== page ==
MONTGOMERY, Ala. - It probably didn't surprise many people that Governor Robert Bentley didn't come to State Auditor Jim Zeigler's office on Monday morning. Neither did any members of his staff, but Zeigler pushed forward, saying he is now prepared to take the case to Montgomery County Circuit Court.
Zeigler called for Bentley twice, once at 10:00 a.m. and again at 10:10 a.m. He had called Gov. Bentley to appear and produce documents, including expenditures and flight and passenger manifests for state aircraft, among other things. Zeigler issued the order on April 21.
Zeigler said he will prepare to file in Montgomery County Circuit Court, and plans to do so by May 9. He will request the court issue an order for Gov. Bentley to appear, bring the documents to court, and if he fails to do so, he would face contempt of court charges.
The order stems from Bentley’s relationship with his former chief political advisor, Rebekah Mason. Audio recordings of Bentley talking to Mason in intimate terms were made public in the last few weeks, creating a firestorm in Montgomery.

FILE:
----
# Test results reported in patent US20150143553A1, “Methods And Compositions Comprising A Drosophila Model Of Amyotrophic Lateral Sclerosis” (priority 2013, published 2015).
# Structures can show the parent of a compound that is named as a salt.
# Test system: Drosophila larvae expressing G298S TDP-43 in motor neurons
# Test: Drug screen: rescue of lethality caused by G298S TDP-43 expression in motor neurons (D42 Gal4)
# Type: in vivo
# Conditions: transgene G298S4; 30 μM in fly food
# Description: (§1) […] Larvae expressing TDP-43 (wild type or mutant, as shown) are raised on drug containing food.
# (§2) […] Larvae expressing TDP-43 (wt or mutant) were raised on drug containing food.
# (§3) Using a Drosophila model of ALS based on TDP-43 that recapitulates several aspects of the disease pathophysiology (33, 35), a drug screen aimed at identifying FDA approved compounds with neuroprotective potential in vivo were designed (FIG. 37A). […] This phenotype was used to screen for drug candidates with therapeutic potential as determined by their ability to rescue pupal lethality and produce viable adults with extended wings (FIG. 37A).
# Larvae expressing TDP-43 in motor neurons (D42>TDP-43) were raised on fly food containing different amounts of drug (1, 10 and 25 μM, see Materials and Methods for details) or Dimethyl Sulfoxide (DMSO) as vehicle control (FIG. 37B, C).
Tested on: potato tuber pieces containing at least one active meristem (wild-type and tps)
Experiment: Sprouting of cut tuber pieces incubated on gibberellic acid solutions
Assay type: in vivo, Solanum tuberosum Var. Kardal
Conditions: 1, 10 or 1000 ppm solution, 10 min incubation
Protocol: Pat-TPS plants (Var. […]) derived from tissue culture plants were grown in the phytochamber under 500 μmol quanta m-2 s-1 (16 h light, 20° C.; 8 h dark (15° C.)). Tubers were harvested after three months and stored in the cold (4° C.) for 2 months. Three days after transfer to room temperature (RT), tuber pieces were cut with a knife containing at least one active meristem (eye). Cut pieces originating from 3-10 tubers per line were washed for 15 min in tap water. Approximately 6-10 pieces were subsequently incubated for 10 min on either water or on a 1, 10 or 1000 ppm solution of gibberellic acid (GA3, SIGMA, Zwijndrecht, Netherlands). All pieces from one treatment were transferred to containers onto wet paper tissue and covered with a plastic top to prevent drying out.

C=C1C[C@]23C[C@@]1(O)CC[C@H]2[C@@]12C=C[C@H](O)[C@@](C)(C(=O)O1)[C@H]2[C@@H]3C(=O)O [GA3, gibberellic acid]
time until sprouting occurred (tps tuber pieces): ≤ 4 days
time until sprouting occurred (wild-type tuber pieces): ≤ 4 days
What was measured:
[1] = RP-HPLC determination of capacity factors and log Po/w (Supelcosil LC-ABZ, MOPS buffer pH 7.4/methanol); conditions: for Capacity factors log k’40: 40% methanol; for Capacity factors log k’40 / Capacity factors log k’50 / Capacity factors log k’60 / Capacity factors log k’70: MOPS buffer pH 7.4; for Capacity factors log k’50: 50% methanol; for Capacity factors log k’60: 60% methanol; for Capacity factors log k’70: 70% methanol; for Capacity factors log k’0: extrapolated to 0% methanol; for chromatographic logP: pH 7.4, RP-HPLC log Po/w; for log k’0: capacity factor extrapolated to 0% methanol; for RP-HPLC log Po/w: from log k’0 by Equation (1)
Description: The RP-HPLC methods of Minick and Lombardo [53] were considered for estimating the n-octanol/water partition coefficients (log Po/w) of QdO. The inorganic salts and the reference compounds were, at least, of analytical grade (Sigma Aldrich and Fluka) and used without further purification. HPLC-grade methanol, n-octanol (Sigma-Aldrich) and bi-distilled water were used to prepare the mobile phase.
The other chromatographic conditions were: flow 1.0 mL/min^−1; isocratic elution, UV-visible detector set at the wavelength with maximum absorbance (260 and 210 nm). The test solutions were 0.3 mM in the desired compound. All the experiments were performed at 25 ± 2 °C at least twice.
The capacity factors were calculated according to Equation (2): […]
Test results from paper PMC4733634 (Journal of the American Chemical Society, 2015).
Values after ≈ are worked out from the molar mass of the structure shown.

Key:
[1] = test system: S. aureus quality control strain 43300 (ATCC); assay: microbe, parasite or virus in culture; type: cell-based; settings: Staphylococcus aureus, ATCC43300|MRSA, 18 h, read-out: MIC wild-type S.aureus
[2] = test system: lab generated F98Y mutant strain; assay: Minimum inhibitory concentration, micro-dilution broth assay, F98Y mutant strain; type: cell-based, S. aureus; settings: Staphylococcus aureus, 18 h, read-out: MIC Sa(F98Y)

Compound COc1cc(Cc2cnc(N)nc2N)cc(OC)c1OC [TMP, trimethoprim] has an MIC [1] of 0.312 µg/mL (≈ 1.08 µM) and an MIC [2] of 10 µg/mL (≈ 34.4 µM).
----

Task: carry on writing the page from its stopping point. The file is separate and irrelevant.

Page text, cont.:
Zeigler says Alabama law gives him the authority to compel a state official to produce documents and give state testimony.
Bentley released a statement on Friday saying:
“The appropriate legal process is through the Alabama Ethics Commission where the Auditor has already filed a complaint, and we are fully cooperating in every way. I do not intend to respond further to Mr. Zeigler."
Zeigler stood next to an empty chair and spoke for 40 minutes, and took questions. He made a number of accusations, including a claim that he has never met Governor Bentley.
Bentley's staff was watching the news conference. His Communications Director Jennifer Ardis tweeted a response with a photo showing the two together at a campaign event, along with Lieutenant Governor Kay Ivey.